Want to learn what Chakra Meditation is and how it can benefit you? Continue reading!
What Are the 7 Chakras?
Chakras, as they are known in Hinduism, are part of a connected energy system within the body. The term chakra, which literally means “wheel” in Sanskrit, refers to one of seven points within this energy system.
Each energy point acts as a wheel, spinning and vibrating with energy. The higher the frequency of vibration, the more in balance your chakras will be.
Altogether, each of the 7 chakras aligns with a specific point along the spine. The chakras are named:
In addition, each chakra is represented by a specific color:
Crown chakra = violet
Third eye chakra = indigo
Throat chakra = blue
Heart chakra = green
Solar plexus chakra = yellow
Sacral chakra = orange
Root chakra = red
History of Chakra Meditation
The chakra meditation technique comes from ancient Hinduism. The chakras were first mentioned in the Vedas (ancient Hindu scriptures), somewhere between 1500 to 500 BCE.
According to the Vedas, the chakras are said to be shaped like lotus flowers with many petals. The petals, in turn, are associated with specific chakra sounds, containing the unique alphabet sounds (phonemes) of the Sanskrit language.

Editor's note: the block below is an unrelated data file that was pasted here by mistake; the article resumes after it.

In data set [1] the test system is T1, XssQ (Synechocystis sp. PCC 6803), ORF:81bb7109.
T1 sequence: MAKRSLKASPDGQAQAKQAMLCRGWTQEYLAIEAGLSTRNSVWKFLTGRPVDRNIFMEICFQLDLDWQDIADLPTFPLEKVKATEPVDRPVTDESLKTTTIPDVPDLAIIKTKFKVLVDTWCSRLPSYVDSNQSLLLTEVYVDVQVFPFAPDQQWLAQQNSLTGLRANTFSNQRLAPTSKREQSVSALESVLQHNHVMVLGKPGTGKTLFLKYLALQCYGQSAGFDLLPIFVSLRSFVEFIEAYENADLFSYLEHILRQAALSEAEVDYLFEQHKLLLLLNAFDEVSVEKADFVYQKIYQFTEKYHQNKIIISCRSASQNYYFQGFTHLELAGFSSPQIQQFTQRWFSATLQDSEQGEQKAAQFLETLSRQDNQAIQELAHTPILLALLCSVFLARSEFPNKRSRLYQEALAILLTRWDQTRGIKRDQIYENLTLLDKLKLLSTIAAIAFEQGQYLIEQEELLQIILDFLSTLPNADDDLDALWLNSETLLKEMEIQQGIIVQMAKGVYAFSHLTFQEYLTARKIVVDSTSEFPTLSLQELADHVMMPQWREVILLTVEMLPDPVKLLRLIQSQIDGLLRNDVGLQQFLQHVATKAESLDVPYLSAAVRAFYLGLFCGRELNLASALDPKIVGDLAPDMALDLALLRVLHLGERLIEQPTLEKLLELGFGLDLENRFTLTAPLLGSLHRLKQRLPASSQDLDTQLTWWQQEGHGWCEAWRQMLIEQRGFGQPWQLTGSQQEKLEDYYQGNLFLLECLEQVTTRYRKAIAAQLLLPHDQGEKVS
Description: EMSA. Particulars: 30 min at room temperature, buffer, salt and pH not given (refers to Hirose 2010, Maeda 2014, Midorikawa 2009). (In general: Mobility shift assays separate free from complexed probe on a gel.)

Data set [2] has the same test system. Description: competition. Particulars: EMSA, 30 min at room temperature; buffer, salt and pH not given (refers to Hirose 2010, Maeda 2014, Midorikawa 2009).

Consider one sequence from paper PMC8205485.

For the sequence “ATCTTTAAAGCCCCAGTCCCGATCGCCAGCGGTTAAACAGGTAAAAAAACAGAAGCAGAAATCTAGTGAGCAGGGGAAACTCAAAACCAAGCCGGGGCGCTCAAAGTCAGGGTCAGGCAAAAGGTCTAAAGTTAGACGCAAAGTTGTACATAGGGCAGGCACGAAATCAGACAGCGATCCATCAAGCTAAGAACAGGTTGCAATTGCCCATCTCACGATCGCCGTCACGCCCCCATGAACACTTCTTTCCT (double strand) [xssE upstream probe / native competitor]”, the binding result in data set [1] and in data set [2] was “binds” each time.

With vibration among the petals, the chakras open up. The higher the frequency, the more in line your chakras will be.
What is Chakra Meditation?
Want to know how to open your chakra petals for improved mental awareness and emotional balance? The answer is meditation for the chakras.
Meditation for the chakras includes a number of approaches to mindfulness and meditation. Essentially, it is a form of meditation that targets your blocked or unaligned chakras. You may choose to use chakra color meditation, a meditation on energy, or a meditation on an individual chakra.
In the latter (meditation on an individual chakra), the goal is to focus on one individual chakra. For example, you might focus on the root chakra only, targeting the emotional and physical areas that this chakra represents and influences.